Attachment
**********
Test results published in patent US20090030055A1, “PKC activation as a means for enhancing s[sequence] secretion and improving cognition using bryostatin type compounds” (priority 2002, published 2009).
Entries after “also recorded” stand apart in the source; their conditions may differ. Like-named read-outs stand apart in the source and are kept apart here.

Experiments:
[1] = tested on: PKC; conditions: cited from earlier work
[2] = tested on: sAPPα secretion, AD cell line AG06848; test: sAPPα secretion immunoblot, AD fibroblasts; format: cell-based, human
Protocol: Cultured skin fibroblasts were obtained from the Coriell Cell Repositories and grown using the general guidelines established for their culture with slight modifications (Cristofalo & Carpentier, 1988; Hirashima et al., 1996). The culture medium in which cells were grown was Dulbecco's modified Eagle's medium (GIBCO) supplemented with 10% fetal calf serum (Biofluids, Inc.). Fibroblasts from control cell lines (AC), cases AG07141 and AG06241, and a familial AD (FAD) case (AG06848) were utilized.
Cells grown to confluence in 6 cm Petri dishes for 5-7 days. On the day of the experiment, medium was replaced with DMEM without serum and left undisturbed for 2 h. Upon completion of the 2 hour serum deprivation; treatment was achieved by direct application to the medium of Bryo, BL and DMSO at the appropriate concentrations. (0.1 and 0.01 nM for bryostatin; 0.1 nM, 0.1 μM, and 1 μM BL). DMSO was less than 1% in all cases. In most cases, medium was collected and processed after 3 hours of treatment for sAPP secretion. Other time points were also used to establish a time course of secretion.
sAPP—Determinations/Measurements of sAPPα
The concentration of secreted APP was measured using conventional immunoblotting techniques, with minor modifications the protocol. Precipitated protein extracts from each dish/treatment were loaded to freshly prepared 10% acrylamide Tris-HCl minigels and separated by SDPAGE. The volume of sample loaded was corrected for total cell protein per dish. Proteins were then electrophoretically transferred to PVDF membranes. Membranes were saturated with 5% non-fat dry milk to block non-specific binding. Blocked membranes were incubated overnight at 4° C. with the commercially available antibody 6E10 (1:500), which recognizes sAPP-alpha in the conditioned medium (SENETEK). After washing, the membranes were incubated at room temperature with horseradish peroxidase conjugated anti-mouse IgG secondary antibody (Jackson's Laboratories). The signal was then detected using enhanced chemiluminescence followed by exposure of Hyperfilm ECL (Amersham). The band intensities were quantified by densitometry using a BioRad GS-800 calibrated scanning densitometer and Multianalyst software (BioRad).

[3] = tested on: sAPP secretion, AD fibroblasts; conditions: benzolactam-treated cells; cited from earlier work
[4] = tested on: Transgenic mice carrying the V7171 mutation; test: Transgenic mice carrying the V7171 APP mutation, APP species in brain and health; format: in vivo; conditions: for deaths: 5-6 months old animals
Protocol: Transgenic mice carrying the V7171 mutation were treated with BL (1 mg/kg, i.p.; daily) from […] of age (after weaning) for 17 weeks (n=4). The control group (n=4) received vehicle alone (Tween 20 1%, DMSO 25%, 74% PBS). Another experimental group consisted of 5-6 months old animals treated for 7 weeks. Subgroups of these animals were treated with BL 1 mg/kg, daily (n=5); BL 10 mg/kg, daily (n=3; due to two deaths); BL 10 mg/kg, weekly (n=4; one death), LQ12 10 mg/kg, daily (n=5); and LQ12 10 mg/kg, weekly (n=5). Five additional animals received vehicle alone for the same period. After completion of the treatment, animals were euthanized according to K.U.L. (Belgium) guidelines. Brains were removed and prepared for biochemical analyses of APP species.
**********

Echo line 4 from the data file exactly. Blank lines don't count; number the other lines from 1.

[1] = tested on: PKC; conditions: cited from earlier work